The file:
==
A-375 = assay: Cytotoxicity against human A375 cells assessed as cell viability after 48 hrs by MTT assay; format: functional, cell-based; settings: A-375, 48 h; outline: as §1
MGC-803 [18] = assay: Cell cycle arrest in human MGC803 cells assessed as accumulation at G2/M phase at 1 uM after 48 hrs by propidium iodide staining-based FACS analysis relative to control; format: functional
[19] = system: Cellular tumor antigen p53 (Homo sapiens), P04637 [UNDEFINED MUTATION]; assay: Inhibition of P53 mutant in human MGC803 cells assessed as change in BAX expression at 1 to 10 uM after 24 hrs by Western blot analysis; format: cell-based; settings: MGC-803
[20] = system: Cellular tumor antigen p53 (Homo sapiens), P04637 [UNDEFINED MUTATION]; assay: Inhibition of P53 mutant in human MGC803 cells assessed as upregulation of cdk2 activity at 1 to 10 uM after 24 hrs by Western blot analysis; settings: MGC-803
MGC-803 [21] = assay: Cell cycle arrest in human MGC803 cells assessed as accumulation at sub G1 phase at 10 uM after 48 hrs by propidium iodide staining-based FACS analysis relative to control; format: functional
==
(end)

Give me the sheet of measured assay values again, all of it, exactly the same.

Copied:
A-375 = assay: Cytotoxicity against human A375 cells assessed as cell viability after 48 hrs by MTT assay; format: functional, cell-based; settings: A-375, 48 h; outline: as §1
MGC-803 [18] = assay: Cell cycle arrest in human MGC803 cells assessed as accumulation at G2/M phase at 1 uM after 48 hrs by propidium iodide staining-based FACS analysis relative to control; format: functional
[19] = system: Cellular tumor antigen p53 (Homo sapiens), P04637 [UNDEFINED MUTATION]; assay: Inhibition of P53 mutant in human MGC803 cells assessed as change in BAX expression at 1 to 10 uM after 24 hrs by Western blot analysis; format: cell-based; settings: MGC-803
[20] = system: Cellular tumor antigen p53 (Homo sapiens), P04637 [UNDEFINED MUTATION]; assay: Inhibition of P53 mutant in human MGC803 cells assessed as upregulation of cdk2 activity at 1 to 10 uM after 24 hrs by Western blot analysis; settings: MGC-803
MGC-803 [21] = assay: Cell cycle arrest in human MGC803 cells assessed as accumulation at sub G1 phase at 10 uM after 48 hrs by propidium iodide staining-based FACS analysis relative to control; format: functional